(This article belongs to the Special Issue Natural Product Pharmacology)
Show Figures

Figure 1

Article
Magnesium Isoglycyrrhizinate Reduces Hepatic Lipotoxicity through Regulating Metabolic Abnormalities
Int. J. Mol. Sci. 2021, 22(11), 5884; https://doi.org/10.3390/ijms22115884 - 30 May 2021
Cited by 2 | Viewed by 1387
Abstract
The excessive accumulation of lipids in hepatocytes induces a type of cytotoxicity called hepatic lipotoxicity, which is a fundamental contributor to liver metabolic diseases (such as NAFLD). Magnesium isoglycyrrhizinate (MGIG), a magnesium salt of the stereoisomer of natural glycyrrhizic acid, is widely used [...] Read more.
The excessive accumulation of lipids in hepatocytes induces a type of cytotoxicity called hepatic lipotoxicity, which is a fundamental contributor to liver metabolic diseases (such as NAFLD). Magnesium isoglycyrrhizinate (MGIG), a magnesium salt of the stereoisomer of natural glycyrrhizic acid, is widely used as a safe and effective liver protectant. However, the mechanism by which MGIG protects against NAFLD remains unknown. Based on the significant correlation between NAFLD and the reprogramming of liver metabolism, we aimed to explore the beneficial effects of MGIG from a metabolic viewpoint in this paper. We treated HepaRG cells with palmitic acid (PA, a saturated fatty acid of C16:0) to induce lipotoxicity and then evaluated the antagonistic effect of MGIG on lipotoxicity by investigating the cell survival rate, DNA proliferation rate, organelle damage, and endoplasmic reticulum stress (ERS). Metabolomics, lipidomics, and isotope tracing were used to investigate changes in the metabolite profile, lipid profile, and lipid flux in HepaRG cells under different intervention conditions. The results showed that MGIG can indeed protect hepatocytes against PA-induced cytotoxicity and ERS. In response to the metabolic abnormality of lipotoxicity, MGIG curtailed the metabolic activation of lipids induced by PA. The content of total lipids and saturated lipids containing C16:0 chains increased significantly after PA stimulation and then decreased significantly or even returned to normal levels after MGIG intervention. Lipidomic data show that glycerides and glycerophospholipids were the two most affected lipids. For excessive lipid accumulation in hepatocytes, MGIG can downregulate the expression of the metabolic enzymes (GPATs and DAGTs) involved in triglyceride biosynthesis. In conclusion, MGIG has a positive regulatory effect on the metabolic disorders that occur in hepatocytes under lipotoxicity, and the main mechanisms of this effect are in lipid metabolism, including reducing the total lipid content, reducing lipid saturation, inhibiting glyceride and glycerophospholipid metabolism, and downregulating the expression of metabolic enzymes in lipid synthesis. Full article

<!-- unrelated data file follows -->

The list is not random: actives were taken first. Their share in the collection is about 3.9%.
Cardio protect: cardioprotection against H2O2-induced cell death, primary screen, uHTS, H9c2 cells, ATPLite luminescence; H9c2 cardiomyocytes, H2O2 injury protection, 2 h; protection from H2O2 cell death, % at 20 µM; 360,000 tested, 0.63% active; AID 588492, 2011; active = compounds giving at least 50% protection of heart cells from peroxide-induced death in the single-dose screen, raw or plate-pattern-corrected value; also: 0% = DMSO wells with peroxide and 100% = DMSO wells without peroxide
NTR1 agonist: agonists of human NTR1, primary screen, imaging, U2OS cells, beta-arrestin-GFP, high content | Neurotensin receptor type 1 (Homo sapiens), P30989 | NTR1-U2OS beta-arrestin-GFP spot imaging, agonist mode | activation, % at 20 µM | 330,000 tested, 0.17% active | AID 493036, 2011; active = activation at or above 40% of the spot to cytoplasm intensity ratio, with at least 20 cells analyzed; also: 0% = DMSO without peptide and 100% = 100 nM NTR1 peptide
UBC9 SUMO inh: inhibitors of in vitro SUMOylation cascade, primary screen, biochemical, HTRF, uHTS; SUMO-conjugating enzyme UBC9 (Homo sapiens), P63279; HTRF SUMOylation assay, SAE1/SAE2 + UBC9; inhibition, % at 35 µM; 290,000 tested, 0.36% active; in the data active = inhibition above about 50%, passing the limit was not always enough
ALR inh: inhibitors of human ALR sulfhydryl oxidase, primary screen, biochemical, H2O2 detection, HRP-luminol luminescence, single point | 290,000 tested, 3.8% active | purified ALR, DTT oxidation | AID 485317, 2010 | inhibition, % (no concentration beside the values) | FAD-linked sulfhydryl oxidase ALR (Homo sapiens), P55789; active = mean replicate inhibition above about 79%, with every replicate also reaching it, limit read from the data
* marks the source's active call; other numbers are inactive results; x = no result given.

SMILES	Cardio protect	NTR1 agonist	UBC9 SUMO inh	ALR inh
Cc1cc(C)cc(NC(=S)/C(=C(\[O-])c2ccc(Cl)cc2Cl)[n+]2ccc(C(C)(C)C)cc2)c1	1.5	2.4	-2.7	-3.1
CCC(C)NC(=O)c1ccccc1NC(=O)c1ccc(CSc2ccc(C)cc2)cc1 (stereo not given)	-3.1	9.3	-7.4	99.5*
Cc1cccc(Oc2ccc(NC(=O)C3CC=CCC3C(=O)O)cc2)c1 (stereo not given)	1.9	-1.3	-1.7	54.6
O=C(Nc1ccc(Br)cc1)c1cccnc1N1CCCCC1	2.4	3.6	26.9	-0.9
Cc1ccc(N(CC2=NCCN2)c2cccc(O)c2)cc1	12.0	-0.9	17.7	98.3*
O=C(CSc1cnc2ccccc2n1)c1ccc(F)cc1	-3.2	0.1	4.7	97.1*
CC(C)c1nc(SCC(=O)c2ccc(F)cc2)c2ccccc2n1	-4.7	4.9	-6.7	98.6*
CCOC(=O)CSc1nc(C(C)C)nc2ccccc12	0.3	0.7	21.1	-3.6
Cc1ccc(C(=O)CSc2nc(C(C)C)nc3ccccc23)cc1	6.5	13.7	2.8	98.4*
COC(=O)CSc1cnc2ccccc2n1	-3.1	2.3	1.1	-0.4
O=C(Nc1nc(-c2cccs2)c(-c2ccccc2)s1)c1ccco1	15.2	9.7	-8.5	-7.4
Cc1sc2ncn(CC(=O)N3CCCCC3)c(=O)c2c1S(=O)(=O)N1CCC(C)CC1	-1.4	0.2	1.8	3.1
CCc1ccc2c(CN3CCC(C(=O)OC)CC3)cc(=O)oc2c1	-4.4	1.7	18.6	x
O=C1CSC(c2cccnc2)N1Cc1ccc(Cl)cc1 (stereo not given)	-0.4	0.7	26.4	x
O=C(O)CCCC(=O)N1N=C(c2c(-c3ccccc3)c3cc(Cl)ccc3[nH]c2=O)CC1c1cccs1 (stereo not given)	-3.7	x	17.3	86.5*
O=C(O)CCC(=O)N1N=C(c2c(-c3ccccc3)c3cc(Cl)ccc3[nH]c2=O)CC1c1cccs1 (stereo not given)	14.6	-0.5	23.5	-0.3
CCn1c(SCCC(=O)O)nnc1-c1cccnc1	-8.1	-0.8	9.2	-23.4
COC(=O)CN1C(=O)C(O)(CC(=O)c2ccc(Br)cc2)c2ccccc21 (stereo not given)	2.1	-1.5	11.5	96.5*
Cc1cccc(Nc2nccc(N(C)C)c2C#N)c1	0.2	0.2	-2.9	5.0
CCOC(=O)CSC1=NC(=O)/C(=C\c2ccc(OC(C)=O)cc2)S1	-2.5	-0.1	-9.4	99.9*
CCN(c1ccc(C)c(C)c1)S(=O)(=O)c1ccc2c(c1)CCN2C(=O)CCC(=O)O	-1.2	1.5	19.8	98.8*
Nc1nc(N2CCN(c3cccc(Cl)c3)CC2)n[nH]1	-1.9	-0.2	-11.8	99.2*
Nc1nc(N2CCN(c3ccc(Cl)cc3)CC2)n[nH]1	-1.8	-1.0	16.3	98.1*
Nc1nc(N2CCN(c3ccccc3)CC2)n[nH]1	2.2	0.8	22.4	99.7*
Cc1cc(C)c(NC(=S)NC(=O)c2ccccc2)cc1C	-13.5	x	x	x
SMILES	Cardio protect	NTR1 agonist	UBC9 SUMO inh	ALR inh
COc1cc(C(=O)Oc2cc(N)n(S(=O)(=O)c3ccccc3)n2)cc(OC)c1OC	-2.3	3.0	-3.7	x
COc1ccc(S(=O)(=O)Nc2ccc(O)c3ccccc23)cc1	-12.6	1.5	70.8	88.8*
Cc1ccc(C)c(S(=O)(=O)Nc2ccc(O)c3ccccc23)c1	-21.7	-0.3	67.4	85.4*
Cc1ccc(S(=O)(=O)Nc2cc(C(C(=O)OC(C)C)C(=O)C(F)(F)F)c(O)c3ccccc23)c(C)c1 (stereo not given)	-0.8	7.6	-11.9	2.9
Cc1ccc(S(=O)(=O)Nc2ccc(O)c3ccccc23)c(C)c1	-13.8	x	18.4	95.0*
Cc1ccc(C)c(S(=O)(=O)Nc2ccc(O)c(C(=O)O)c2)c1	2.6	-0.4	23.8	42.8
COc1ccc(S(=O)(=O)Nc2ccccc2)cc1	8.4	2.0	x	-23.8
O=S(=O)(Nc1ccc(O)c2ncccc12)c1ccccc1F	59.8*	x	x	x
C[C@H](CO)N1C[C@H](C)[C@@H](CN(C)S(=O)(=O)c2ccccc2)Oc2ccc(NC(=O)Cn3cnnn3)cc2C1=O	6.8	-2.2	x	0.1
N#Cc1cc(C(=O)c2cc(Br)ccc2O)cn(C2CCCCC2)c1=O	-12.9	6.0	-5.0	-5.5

(This article belongs to the Special Issue Natural Product Pharmacology)
Show Figures

Figure 1

Article
Carnosic Acid and Carnosol Activate AMPK, Suppress Expressions of Gluconeogenic and Lipogenic Genes, and Inhibit Proliferation of HepG2 Cells
Int. J. Mol. Sci. 2021, 22(8), 4040; https://doi.org/10.3390/ijms22084040 - 14 Apr 2021
Cited by 4 | Viewed by 1122
Abstract
Carnosic acid (CA), carnosol (CL) and rosmarinic acid (RA), components of the herb rosemary, reportedly exert favorable metabolic actions. This study showed that both CA and CL, but not RA, induce significant phosphorylation of AMP-dependent kinase (AMPK) and its downstream acetyl-CoA carboxylase 1 [...] Read more.